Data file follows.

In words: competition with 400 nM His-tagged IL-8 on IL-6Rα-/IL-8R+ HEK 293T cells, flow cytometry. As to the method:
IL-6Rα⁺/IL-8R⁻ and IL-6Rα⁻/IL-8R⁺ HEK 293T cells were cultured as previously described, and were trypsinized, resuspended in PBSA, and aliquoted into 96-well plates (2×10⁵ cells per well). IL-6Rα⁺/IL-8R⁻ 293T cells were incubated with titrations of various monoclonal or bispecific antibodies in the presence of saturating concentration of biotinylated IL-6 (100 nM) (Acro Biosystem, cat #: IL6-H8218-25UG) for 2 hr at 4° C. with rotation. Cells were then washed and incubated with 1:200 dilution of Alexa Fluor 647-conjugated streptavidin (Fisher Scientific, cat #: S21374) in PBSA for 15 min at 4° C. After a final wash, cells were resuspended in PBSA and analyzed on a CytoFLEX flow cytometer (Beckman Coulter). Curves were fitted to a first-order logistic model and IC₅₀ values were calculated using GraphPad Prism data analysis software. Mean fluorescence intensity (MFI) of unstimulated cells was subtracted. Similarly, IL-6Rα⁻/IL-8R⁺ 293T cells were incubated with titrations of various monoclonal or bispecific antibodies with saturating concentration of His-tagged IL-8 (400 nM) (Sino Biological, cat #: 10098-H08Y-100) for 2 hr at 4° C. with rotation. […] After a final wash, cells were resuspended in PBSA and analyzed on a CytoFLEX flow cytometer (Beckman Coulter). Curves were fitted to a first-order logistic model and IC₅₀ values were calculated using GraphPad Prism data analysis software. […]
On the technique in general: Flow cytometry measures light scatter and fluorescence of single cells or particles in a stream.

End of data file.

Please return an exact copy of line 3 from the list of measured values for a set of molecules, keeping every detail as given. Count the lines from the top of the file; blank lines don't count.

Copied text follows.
On the technique in general: Flow cytometry measures light scatter and fluorescence of single cells or particles in a stream.